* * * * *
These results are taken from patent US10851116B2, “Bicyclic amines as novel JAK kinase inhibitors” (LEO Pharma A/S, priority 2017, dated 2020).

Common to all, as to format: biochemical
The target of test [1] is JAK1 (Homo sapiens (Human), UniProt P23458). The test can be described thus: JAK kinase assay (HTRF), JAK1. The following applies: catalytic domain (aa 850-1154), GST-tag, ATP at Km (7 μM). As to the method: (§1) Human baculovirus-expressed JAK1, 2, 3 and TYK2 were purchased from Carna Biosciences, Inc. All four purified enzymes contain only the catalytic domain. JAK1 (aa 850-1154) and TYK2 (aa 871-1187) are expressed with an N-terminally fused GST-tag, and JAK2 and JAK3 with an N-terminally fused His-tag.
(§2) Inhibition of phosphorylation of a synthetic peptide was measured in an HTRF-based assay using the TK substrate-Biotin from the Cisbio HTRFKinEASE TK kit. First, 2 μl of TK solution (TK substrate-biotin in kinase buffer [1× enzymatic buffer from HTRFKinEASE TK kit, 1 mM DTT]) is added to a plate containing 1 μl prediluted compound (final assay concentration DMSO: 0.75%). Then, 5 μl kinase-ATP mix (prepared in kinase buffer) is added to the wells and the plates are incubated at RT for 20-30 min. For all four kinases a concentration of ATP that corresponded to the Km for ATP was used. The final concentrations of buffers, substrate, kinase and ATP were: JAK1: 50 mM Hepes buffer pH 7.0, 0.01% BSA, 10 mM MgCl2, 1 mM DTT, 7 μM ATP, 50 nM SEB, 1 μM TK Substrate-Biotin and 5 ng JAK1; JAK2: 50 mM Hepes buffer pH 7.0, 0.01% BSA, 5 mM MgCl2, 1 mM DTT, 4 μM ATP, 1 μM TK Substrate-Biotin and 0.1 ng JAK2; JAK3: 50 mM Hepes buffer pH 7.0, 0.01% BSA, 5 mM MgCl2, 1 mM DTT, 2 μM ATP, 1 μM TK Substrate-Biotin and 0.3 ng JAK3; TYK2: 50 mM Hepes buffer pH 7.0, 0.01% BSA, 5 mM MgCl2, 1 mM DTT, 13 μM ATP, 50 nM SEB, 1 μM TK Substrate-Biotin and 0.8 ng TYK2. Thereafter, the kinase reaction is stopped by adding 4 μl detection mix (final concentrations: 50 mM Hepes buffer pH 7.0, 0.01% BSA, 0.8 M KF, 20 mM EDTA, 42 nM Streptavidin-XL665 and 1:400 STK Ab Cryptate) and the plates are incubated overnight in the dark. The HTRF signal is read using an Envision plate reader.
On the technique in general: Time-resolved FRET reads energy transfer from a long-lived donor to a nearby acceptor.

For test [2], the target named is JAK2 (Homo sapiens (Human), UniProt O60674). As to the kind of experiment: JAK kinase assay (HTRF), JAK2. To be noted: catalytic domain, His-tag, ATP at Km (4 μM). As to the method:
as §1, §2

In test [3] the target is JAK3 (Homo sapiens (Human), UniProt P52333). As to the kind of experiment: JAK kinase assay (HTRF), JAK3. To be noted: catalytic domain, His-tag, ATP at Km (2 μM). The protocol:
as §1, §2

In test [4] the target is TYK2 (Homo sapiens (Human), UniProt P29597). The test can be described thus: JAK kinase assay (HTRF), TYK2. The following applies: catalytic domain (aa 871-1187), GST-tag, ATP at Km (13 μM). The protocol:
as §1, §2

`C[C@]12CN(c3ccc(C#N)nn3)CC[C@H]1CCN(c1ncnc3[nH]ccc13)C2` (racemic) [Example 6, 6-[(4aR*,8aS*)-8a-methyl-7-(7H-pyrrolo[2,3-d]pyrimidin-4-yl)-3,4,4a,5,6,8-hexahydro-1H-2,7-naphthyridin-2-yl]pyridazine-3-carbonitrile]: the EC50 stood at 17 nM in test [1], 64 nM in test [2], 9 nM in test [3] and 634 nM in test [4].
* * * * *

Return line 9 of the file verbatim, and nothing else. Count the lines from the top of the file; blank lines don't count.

as §1, §2